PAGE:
- The Washington Times - Wednesday, August 25, 2004

WICHITA, Kan. - It might fall a shade shy of catching thieves red-handed, but for farmers fed up with methamphetamine cooks filching their fertilizer, staining them pink will do just fine.

Assuming that you can discourage thieves you cannot easily catch, a new product called GloTell — which is added to tanks of anhydrous ammonia — will besmirch the hands of those who touch the fertilizer and leave its mark on anyone who snorts or shoots the end product.

GloTell already is proving to be a handy deterrent, but there were details to be worked out between its birth as a farmer’s brainstorm and finished product.

The additive had to withstand the cold, corrosive nature of anhydrous ammonia. It had to be safe for the environment, safe for crops and even safe around children.

In the two years it took to develop GloTell, researchers at the University of Southern Illinois Carbondale found it did much more than stain thieves pink.

The stain, even if washed off, was still detectable by ultraviolet light 24 to 72 hours later. As a benefit, the additive helped farmers detect any tank leaks, said Truitt Clements, spokesman for Illinois-based GloTell Distributors LLC.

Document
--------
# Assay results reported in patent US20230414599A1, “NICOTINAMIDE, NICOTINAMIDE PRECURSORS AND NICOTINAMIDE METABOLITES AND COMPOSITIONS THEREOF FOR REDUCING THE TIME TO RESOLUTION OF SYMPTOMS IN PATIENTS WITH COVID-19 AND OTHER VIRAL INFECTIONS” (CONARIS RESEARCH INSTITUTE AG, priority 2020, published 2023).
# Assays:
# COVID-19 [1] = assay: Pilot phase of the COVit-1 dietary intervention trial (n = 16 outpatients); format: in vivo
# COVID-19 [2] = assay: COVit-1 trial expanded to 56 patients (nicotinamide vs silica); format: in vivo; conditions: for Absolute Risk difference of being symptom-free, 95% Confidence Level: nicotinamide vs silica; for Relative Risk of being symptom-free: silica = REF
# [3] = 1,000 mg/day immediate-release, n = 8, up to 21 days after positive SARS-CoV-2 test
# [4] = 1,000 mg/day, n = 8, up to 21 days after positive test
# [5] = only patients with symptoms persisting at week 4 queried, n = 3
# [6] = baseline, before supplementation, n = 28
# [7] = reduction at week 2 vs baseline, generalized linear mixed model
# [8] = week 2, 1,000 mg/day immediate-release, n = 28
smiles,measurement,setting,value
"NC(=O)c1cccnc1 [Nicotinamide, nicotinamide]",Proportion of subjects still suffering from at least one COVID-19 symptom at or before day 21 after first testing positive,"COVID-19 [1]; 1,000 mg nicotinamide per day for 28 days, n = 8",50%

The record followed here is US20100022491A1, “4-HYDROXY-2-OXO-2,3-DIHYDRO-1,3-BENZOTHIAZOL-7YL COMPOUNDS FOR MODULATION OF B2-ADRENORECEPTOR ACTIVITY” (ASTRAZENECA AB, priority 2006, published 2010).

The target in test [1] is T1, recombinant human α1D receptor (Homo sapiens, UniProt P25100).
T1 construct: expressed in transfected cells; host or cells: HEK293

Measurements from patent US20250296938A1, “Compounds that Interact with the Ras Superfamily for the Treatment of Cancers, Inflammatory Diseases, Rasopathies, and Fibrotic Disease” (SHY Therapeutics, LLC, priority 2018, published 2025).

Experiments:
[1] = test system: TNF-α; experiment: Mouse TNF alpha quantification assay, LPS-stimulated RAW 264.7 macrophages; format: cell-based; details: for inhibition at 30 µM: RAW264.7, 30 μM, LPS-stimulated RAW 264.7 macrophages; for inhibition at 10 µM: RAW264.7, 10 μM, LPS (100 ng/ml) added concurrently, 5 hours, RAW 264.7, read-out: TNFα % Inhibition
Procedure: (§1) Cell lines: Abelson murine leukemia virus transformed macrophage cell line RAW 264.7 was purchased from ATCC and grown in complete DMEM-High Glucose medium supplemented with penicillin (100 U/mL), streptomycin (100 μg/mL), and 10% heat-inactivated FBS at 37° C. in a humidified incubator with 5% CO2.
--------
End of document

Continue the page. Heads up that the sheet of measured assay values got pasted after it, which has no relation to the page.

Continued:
Best of all, the treated anhydrous ammonia rendered any meth it was used to make difficult to dry and turned it an unbleachable pink, he said.

“Most people that are drug users, they like a clean-looking drug if they are going to … put it in their body,” Mr. Clements said. “We know the end product is not pretty at all.”

Snort it, and it turns the nose fluorescent pink. Inject it, and the telltale pink shows up at the injection site, he said.

During product testing, GloTell was added to anhydrous ammonia tanks at farms that had been having problems with meth thefts in Illinois, Kentucky and Indiana, Mr. Clements said. Within a week, the thefts stopped.

Last week, GloTell was introduced at the Illinois State Fair. Next month, Virginia-based Royster-Clark Inc. will begin selling it at nearly 250 of its outlets across the nation under an exclusive distribution agreement with GloTell, said Lori Ann Peters, a spokeswoman for Royster-Clark.


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